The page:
The probability that the next packet contains a new card is = 66.7%.

The probability that the next packet contains a duplicate but the following packet contains a new card is = 22.2%.

The probability that the next two packets contain duplicates but the following packet contains a new card is = 7.4%.

As you can see, the probabilities are decreasing quite quickly, so if at this stage in the collection it took, say, five packets to get a new card, you’d be very unlucky since the theoretical probability of this happening is = 0.8%.

To calculate the expected number of packets that need to be opened to get a new card, we calculate the infinite sum:




What, adding numbers forever?!  Well yes, but the good news is that while some sums will grow to infinity, this one doesn’t because the numbers we’re adding are diminishing quickly enough.  We actually get a sum that will barely change if we go out far enough.  This is what we call convergence.

Fortunately, this type of infinite sum is well-known.  It’s an arithmetico-geometric series with sum




So, in theory, with a collection of 14 cards, you would have to open 1.5 packets to get a new card.  Of course, this is a nonsense number in the real world, but it does tell us that, up ‘til now, we would have expected every packet you’ve opened to produce a new card, but now, you are on the cusp of encountering your first duplicate card.  From here on, it is quite likely that you will have to open at least two packets to get a new card.

This calculation can be generalised so that we know at any point in the collection how many more packets it will take to get a new card.  If you have n cards in your collection, the expected number of packets is a delightfully simple expression:



Rounding these expected numbers to the nearest whole number, we can now see how hard it will be to complete the collection, especially near the end:










In summary, assuming Countdown has distributed the cards fairly and you’re not doing swaps all the while, you’re going to need about 180 packets to collect the whole set, amounting to a $3,600 spend (not allowing for bonus promotions).  For a six week promotion, that’s $600 per week.  Some families might manage that, but we certainly won’t.  Instead, we’re simply delighting in how our “simulation” is panning out remarkably closely to the probabilities we’ve calculated, and accepting that the only realistic way to collect a full set is to swap, swap, swap, or go mad on TradeMe.  As we write, the highest Buy Now price for a full set is $250.  Quite a bargain, when you think about it.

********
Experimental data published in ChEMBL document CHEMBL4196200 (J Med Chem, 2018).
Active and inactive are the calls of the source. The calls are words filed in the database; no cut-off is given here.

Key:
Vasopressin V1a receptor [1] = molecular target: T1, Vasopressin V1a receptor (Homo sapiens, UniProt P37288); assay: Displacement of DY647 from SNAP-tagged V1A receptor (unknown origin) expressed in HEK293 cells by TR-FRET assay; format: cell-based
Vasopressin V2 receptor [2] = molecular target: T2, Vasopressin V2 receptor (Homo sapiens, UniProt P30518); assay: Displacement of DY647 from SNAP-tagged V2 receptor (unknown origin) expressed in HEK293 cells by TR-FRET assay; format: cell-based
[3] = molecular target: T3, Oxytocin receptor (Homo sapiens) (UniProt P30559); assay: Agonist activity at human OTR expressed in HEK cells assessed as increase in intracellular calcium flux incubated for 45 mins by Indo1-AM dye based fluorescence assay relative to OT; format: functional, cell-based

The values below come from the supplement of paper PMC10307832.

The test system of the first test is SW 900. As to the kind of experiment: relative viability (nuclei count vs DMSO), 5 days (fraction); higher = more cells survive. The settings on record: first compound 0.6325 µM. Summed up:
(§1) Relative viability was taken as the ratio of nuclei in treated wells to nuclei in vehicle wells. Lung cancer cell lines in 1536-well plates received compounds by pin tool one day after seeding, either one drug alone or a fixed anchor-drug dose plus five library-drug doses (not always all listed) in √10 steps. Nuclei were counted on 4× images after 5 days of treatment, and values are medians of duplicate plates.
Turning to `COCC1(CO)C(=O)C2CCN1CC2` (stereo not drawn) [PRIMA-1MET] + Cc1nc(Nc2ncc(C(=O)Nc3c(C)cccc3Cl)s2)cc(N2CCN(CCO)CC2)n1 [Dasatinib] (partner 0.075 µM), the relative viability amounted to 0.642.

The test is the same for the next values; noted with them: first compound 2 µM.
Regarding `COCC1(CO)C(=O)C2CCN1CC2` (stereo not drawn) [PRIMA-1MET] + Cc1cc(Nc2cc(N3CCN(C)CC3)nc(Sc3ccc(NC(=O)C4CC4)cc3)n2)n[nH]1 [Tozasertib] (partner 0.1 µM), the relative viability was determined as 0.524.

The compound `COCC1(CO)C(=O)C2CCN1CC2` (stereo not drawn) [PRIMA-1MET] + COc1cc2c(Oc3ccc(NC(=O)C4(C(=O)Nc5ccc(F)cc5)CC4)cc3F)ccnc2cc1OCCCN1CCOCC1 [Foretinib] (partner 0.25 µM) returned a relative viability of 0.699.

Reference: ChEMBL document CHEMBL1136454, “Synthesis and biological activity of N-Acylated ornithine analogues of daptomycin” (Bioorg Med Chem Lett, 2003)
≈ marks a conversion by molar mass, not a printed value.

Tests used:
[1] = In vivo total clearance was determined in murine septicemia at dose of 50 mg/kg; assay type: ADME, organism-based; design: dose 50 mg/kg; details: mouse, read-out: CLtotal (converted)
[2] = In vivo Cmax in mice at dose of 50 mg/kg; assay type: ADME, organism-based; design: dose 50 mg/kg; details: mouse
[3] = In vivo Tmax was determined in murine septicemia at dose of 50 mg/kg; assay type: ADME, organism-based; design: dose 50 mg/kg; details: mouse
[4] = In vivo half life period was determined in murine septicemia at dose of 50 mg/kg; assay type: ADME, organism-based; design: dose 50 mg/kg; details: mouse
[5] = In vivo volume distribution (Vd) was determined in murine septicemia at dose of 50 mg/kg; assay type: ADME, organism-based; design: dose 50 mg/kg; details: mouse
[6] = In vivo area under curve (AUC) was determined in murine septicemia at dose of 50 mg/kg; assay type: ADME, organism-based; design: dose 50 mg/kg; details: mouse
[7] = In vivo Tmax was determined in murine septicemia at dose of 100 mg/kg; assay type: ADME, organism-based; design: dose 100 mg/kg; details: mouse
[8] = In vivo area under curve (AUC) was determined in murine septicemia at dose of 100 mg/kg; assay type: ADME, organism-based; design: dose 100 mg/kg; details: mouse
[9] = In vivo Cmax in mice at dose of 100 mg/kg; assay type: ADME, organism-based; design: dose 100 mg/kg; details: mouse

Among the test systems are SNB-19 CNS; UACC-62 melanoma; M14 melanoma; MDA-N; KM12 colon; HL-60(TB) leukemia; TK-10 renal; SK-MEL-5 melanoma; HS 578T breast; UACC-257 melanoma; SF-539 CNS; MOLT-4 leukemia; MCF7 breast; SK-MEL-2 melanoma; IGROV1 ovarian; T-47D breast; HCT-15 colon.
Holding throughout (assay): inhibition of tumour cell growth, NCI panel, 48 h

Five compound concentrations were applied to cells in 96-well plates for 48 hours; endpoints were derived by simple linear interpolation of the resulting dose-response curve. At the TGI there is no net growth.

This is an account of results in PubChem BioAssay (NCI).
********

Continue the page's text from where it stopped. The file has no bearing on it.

There is another strain of the virus called DreamWorks Heroes Action Card Album Fever, whereby people are willing to pay more than ten times the retail price for a $6 album.  We have no expected numbers for that one.

Dr Audrey Tan, Mathmo Consulting
June 2014

Dreamworks Heroes Action Cards

Are your kids collecting the Dreamworks Heroes Action Cards from Countdown? Here’s a little game that you could play with them to practise multiplication and division by 6.

Part 1: Get them to fish out all the cards with numbers that are multiples of 6, i.e. the numbers in the 6 “times table”. Next, turn these cards over and look at the die/dice patterns on the back. Do they notice anything interesting?

Part 2: With the cards that are left, take a card and show them the number on the front of the card. Ask them to divide that number by 6 and calculate the remainder. Then turn the card over and see if their answer matches the die pattern on the back of the card!

In playing this game, it would be great if children progressed from skip counting in 6s to jumping straight to the required multiple of 6. So if the card number was 20, a beginner might say “Six, twelve, eighteen…I need TWO more to make 20”, while a seasoned player might say “Six goes into 20 three times with TWO left over”.

Parents can try this at home, or teachers (who haven’t banned the cards!) can try this in the classroom. Have fun!

Dr Audrey Tan, Mathmo Consulting